Visiting Assistant Professor
Religious Studies Department
Gender and Queer Studies Program
My research focuses on religion, identity, and politics with an emphasis on queer, post-secular, and critical race theories as frameworks for interpreting recent U.S. history.
My first book, Reforming Sodom: Protestants and the Rise of Gay Rights (University of North Carolina Press, 2015) investigates how religion and LGBTQ+ activism came to be perceived as natural enemies. It also tells about the surprising ways that progressive Christianity shaped the early movement for gay rights. The book has been featured in Huffington Post, Religion and Politics, the L.A. Review of Books, and Religion Dispatches, and was listed in the top ten “best LGBT nonfiction of 2015” by the Bay Area Reporter.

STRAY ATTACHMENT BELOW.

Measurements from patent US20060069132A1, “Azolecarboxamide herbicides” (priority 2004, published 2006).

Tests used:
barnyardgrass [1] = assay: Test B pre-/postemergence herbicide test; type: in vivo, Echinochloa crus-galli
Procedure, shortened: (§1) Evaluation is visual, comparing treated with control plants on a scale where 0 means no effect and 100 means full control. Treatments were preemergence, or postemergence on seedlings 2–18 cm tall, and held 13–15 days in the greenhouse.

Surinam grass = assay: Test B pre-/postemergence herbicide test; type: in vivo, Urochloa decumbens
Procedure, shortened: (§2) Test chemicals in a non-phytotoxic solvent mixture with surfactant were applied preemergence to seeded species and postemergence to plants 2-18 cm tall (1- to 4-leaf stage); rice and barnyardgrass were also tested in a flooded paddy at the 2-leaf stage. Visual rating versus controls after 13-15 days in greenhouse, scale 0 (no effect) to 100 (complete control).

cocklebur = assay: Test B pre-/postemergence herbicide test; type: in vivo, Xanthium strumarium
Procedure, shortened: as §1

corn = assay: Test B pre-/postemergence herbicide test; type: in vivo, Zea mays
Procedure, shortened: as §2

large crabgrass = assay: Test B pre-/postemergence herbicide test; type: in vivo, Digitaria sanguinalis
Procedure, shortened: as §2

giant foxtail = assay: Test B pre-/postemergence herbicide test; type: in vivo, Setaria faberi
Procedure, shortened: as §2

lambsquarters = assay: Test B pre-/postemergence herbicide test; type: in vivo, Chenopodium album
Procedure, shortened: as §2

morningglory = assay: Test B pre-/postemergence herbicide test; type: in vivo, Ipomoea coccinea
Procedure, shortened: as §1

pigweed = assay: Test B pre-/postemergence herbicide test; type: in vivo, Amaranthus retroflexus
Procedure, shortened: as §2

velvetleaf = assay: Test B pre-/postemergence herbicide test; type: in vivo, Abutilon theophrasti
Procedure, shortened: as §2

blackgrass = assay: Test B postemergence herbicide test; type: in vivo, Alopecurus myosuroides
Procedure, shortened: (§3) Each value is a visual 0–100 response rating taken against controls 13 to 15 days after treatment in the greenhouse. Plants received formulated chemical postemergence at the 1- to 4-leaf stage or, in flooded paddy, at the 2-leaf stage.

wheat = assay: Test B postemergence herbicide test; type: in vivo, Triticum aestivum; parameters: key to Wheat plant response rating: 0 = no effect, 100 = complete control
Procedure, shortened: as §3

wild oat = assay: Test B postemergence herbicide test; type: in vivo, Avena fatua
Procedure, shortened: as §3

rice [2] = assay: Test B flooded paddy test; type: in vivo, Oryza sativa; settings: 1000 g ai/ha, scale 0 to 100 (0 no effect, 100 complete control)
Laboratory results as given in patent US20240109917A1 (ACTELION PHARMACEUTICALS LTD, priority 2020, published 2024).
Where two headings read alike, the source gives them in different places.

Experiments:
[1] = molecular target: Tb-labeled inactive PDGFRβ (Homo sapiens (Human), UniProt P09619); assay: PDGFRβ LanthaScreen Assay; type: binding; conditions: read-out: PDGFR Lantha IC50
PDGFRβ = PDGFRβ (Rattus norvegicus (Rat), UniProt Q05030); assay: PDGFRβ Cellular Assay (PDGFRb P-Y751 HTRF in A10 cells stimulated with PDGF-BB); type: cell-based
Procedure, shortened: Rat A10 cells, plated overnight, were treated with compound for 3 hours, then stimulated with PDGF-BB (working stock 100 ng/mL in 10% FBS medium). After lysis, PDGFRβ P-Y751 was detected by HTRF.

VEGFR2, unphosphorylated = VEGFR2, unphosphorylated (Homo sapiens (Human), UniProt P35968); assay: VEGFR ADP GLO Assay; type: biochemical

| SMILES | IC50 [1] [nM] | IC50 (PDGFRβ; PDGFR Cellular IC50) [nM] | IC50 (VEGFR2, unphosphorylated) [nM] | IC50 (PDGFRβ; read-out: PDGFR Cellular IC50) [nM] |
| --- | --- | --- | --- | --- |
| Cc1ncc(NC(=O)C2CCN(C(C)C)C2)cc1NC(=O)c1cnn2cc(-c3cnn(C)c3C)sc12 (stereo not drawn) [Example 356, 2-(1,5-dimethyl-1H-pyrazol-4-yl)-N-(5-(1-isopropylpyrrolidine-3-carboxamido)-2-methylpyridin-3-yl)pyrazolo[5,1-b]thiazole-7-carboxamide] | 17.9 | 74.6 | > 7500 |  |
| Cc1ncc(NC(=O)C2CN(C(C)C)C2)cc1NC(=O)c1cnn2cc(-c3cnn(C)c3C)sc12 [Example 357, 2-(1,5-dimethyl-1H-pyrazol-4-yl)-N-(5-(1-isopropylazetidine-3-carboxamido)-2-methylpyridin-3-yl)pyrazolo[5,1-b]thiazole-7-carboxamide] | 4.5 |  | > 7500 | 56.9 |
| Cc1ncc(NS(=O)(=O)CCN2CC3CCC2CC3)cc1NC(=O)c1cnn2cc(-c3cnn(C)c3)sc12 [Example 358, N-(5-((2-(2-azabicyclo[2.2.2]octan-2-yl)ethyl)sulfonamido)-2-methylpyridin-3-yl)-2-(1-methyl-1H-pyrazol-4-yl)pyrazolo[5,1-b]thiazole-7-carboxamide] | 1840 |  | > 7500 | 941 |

I also co-edited a collection of scholarly essays (with Gillian Frank and Bethany Moreton), titled Devotions and Desires: Histories of Sexuality and Religion in the Twentieth Century United States.
Other recent published essays include these topics: how heterosexuality became a religious value (Links to an external site.); legal implications of the religion vs. queer cake wars (Links to an external site.); how the bible became anti-gay (Links to an external site.); New York City's first publicized same-sex wedding (Links to an external site.); and the history of United Methodist debates over LGBTQ+ inclusion (Links to an external site.).
I serve on the advisory board of the LGBT Religious Archives Network (Links to an external site.) and on the steering committee of the Queer Studies in Religion program unit of the American Academy of Religion.
I have been teaching at Puget Sound for six years, and my courses include the introduction to gender, feminist and queer studies; the advanced theory course for gender, queer and feminist studies; and other courses on religion and queer politics; sexuality and the history of religion; and the politics of religious freedom.